For the first edition, they invited friends from the UK and France: 300 people turned up. Ten years later, the festival has set itself apart thanks to its unique multidisciplinary approach, with dance workshops, sports activities and a sauna alongside concerts. Most of all, though, Pete the Monkey is beloved because of its ability to act as a springboard for up-and-coming music acts on both sides of the Channel. In recent years tickets have sold out even before the line-up has been announced. “Our community is open-minded and curious, and they trust us to bring them real gems every year,” says Pauline Couten, Dumas’s wife, who joined to run the festival’s operations in 2013.
The festival became so successful that a production company in Portugal expressed interest in launching an off-shoot edition near Porto four years ago. The founders declined, as they weren’t sure whether they could reproduce an authentic feeling of community in a less familiar context. Instead, they decided to focus on supporting the music scene closer to home. “That’s what drives us,” says Dumas.
Music producer and owner, Studios Ferber
In the basement of an unassuming 1970s building in the 20th arrondissement, in a peaceful neighbourhood dotted with quaint townhouses known as La Campagne à Paris (“The countryside in Paris”), Studio Ferber is one of some 30 recording studios in the French capital. Here, the likes of Serge Gainsbourg, Charles Aznavour and Juliette Greco spent hours honing their albums to perfection.
Today, down a spiral staircase and through a soundproofed door, record producer Renaud Letang welcomes monocle into a wood-panelled room furnished with leather sofas. Ever since he inherited Studio Ferber from its founder René Ameline in 2014, Letang has used the same room. “We have three commercial studios,” he says. “We built 11 booths that are rented out to producers, musicians and film score composers year-round.”
Born in Tehran to French parents, Letang spent much of his childhood travelling around the world thanks to his father’s job as an engineer for a big multinational. Though he didn’t make a career out of music, Letang’s father was an avid multi-instrumentalist who, in his son’s memories, “played the piano for three hours every day but came from a generation for whom becoming a musician was not an option”. After Iran, the family moved to Indonesia and then to Venezuela. This exposure to different influences, along with his family’s eclectic music taste, had a profound effect. “These three countries are cultural extremes, so it broadened my mind,” he says. “That’s why I’ve been able to do such a vast variety of things in my career. From an album for Jane Birkin to Seu Jorge and The Kills.”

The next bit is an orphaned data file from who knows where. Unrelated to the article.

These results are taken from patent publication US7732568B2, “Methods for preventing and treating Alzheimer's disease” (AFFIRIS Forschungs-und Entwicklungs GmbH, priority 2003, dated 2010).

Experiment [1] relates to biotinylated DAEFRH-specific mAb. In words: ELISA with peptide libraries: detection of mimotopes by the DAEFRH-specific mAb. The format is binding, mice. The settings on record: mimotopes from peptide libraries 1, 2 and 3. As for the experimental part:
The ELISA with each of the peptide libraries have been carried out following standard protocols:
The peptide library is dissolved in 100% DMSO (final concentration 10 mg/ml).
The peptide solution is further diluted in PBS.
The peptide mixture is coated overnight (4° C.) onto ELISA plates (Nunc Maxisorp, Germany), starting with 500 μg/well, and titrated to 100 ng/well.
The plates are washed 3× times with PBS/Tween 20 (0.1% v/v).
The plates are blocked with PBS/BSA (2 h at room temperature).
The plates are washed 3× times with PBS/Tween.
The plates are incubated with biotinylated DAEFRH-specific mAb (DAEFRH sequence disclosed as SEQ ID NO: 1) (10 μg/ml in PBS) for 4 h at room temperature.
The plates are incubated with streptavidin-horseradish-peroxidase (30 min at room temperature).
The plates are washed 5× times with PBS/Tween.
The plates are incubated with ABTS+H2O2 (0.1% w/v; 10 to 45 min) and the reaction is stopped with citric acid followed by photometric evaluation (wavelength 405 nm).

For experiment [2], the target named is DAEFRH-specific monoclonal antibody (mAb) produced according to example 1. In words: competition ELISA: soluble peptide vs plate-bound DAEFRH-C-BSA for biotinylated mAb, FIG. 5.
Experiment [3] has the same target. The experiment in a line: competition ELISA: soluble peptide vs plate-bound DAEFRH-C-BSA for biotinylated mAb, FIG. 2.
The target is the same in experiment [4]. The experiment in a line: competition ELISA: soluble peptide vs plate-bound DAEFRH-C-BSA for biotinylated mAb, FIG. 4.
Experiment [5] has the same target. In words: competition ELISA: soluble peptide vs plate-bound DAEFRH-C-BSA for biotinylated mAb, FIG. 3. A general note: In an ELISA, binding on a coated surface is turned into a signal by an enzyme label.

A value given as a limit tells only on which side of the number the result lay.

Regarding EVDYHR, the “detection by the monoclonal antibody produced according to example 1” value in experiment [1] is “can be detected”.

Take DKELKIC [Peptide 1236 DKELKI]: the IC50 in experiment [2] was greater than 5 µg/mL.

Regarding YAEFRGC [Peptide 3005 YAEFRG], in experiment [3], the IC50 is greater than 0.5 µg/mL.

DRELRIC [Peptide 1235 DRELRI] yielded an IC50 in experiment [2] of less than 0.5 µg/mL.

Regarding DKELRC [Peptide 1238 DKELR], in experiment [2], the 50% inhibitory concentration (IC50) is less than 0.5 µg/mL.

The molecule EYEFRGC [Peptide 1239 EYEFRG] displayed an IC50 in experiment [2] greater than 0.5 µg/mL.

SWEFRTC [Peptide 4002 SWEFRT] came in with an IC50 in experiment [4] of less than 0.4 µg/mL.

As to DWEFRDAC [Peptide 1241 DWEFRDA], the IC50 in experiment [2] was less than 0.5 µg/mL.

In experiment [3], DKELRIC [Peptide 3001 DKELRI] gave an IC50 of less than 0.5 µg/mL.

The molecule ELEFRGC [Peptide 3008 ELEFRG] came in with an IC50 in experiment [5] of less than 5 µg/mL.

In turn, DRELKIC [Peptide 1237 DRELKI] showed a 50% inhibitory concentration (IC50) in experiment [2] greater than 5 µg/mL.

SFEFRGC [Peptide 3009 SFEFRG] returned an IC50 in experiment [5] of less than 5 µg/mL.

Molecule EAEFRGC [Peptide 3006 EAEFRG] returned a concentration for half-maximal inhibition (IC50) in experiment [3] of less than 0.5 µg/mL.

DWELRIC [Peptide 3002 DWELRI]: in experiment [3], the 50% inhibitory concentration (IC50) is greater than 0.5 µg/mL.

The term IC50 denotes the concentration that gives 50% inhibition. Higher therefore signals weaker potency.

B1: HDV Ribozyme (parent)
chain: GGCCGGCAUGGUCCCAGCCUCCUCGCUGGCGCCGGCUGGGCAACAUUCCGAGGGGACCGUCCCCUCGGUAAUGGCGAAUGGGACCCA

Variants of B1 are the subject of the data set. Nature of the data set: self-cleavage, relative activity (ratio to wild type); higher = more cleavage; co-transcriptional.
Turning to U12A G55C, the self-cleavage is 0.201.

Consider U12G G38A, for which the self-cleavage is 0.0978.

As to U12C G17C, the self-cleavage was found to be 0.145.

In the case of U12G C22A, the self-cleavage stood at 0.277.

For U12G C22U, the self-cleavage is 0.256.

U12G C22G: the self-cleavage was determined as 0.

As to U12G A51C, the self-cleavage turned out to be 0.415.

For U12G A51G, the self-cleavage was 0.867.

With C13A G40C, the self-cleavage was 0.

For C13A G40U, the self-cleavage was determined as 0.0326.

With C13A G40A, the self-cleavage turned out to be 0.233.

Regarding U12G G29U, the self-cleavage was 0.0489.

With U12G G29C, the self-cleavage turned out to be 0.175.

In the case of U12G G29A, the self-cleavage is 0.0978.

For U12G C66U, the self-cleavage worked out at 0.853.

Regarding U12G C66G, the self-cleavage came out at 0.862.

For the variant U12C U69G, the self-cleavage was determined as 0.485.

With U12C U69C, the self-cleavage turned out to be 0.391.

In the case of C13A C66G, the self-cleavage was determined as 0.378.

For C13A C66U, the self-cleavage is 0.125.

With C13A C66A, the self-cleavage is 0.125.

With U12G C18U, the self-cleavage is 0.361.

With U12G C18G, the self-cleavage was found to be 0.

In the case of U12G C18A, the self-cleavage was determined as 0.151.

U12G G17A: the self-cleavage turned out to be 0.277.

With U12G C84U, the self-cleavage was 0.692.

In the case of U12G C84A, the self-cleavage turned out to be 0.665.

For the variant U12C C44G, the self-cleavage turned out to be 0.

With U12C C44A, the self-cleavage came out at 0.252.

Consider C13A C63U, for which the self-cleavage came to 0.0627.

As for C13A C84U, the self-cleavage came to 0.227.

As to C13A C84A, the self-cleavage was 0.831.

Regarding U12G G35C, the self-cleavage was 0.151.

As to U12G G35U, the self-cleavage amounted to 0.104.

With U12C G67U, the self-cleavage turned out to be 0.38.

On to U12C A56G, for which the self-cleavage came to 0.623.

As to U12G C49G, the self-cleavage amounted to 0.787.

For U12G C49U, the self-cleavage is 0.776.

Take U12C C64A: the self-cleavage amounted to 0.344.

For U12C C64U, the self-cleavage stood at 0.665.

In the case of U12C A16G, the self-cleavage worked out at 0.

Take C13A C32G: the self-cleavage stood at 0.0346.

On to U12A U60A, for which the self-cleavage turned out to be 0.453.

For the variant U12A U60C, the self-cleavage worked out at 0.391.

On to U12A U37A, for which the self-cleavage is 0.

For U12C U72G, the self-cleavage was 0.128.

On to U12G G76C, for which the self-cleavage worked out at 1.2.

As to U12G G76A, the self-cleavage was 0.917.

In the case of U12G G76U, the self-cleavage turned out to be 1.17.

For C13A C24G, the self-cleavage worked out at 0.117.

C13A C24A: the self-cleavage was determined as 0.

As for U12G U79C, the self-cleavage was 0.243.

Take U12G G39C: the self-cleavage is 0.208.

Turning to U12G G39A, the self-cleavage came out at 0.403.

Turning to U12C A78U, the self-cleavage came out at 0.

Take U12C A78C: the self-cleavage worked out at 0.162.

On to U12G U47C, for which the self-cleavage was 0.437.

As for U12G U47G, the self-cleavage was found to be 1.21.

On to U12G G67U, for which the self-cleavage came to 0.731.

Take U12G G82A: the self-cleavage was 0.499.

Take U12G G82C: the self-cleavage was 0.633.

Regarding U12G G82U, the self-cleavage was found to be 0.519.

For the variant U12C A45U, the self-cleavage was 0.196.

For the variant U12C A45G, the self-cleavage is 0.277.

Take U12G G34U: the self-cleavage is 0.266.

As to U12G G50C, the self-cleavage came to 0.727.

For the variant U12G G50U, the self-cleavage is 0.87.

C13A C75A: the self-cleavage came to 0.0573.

After leaving school, Letang got an internship at Studios Guillaume Tell, another legendary Parisian recording space that attracted artists from around the world. “For three years all I did was work with some of the biggest acts: Sting, Prince, Peter Gabriel, Paul Simon,” he says. “That’s how I learnt everything.”
At 20, Letang met Jean-Michel Jarre, one of the pioneers of French electronica, and spent the following decade as a sound engineer for his live shows. He went on to collaborate with seminal artists: from singer-songwriter Alain Souchon to French-Spanish musician Manu Chao.
“We developed a production style, a sound that worked very well at the time,” says Letang. Though he is perhaps best-known for his work in folk and pop, a recent interest in the revival of French touch has also benefitted his operations – with a variety of international artists choosing to record here. In recent years, Letang has helped to steer projects by Benny Sings, Chilly Gonzales and the French disco band L’Impératrice.
Ultimately, Letang says that his role comes down to finding “the right emotion” and working with artists who are open to his suggestions. “I need to have an idea of where I can take the project,” he says. “The aim is to try to understand what they want better than they do themselves.” It’s this expertise that, from behind the scenes, will keep shaping the French music of tomorrow.